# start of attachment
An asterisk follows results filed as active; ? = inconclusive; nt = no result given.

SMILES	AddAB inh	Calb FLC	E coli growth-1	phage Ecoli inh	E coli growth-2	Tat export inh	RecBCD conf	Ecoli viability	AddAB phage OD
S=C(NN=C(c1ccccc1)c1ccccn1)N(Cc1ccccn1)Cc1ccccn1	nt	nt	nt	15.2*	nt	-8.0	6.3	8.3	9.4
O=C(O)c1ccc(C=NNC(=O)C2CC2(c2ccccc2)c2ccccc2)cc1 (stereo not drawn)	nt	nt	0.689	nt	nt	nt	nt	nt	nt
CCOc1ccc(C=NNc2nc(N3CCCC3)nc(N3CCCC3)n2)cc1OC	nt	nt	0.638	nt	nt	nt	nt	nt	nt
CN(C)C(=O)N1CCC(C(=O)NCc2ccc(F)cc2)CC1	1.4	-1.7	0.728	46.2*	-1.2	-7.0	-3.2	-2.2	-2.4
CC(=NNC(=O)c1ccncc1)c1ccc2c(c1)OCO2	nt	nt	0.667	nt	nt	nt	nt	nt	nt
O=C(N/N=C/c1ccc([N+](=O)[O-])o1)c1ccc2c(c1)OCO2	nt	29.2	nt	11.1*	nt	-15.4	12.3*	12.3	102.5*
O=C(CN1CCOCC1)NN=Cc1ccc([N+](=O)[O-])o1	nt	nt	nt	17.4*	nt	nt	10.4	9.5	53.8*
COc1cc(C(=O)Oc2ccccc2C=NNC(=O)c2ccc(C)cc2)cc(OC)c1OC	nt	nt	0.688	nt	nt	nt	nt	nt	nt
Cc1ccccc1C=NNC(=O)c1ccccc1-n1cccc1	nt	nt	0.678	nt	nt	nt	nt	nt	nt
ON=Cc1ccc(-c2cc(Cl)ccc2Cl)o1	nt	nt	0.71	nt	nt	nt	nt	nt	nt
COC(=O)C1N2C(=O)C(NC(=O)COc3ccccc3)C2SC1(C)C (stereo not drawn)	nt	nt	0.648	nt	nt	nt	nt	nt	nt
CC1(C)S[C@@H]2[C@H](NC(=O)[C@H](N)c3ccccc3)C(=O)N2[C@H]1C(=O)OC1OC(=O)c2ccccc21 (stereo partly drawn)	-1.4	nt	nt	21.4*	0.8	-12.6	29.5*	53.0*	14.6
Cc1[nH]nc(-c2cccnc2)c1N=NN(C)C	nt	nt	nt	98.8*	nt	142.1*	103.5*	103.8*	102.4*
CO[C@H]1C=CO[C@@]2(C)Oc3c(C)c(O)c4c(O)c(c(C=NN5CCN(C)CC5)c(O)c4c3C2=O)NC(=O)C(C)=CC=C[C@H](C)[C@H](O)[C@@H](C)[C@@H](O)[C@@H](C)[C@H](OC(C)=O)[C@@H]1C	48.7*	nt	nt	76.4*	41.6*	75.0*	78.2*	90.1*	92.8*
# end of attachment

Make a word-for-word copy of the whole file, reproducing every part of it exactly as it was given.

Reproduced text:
An asterisk follows results filed as active; ? = inconclusive; nt = no result given.

SMILES	AddAB inh	Calb FLC	E coli growth-1	phage Ecoli inh	E coli growth-2	Tat export inh	RecBCD conf	Ecoli viability	AddAB phage OD
S=C(NN=C(c1ccccc1)c1ccccn1)N(Cc1ccccn1)Cc1ccccn1	nt	nt	nt	15.2*	nt	-8.0	6.3	8.3	9.4
O=C(O)c1ccc(C=NNC(=O)C2CC2(c2ccccc2)c2ccccc2)cc1 (stereo not drawn)	nt	nt	0.689	nt	nt	nt	nt	nt	nt
CCOc1ccc(C=NNc2nc(N3CCCC3)nc(N3CCCC3)n2)cc1OC	nt	nt	0.638	nt	nt	nt	nt	nt	nt
CN(C)C(=O)N1CCC(C(=O)NCc2ccc(F)cc2)CC1	1.4	-1.7	0.728	46.2*	-1.2	-7.0	-3.2	-2.2	-2.4
CC(=NNC(=O)c1ccncc1)c1ccc2c(c1)OCO2	nt	nt	0.667	nt	nt	nt	nt	nt	nt
O=C(N/N=C/c1ccc([N+](=O)[O-])o1)c1ccc2c(c1)OCO2	nt	29.2	nt	11.1*	nt	-15.4	12.3*	12.3	102.5*
O=C(CN1CCOCC1)NN=Cc1ccc([N+](=O)[O-])o1	nt	nt	nt	17.4*	nt	nt	10.4	9.5	53.8*
COc1cc(C(=O)Oc2ccccc2C=NNC(=O)c2ccc(C)cc2)cc(OC)c1OC	nt	nt	0.688	nt	nt	nt	nt	nt	nt
Cc1ccccc1C=NNC(=O)c1ccccc1-n1cccc1	nt	nt	0.678	nt	nt	nt	nt	nt	nt
ON=Cc1ccc(-c2cc(Cl)ccc2Cl)o1	nt	nt	0.71	nt	nt	nt	nt	nt	nt
COC(=O)C1N2C(=O)C(NC(=O)COc3ccccc3)C2SC1(C)C (stereo not drawn)	nt	nt	0.648	nt	nt	nt	nt	nt	nt
CC1(C)S[C@@H]2[C@H](NC(=O)[C@H](N)c3ccccc3)C(=O)N2[C@H]1C(=O)OC1OC(=O)c2ccccc21 (stereo partly drawn)	-1.4	nt	nt	21.4*	0.8	-12.6	29.5*	53.0*	14.6
Cc1[nH]nc(-c2cccnc2)c1N=NN(C)C	nt	nt	nt	98.8*	nt	142.1*	103.5*	103.8*	102.4*
CO[C@H]1C=CO[C@@]2(C)Oc3c(C)c(O)c4c(O)c(c(C=NN5CCN(C)CC5)c(O)c4c3C2=O)NC(=O)C(C)=CC=C[C@H](C)[C@H](O)[C@@H](C)[C@@H](O)[C@@H](C)[C@H](OC(C)=O)[C@@H]1C	48.7*	nt	nt	76.4*	41.6*	75.0*	78.2*	90.1*	92.8*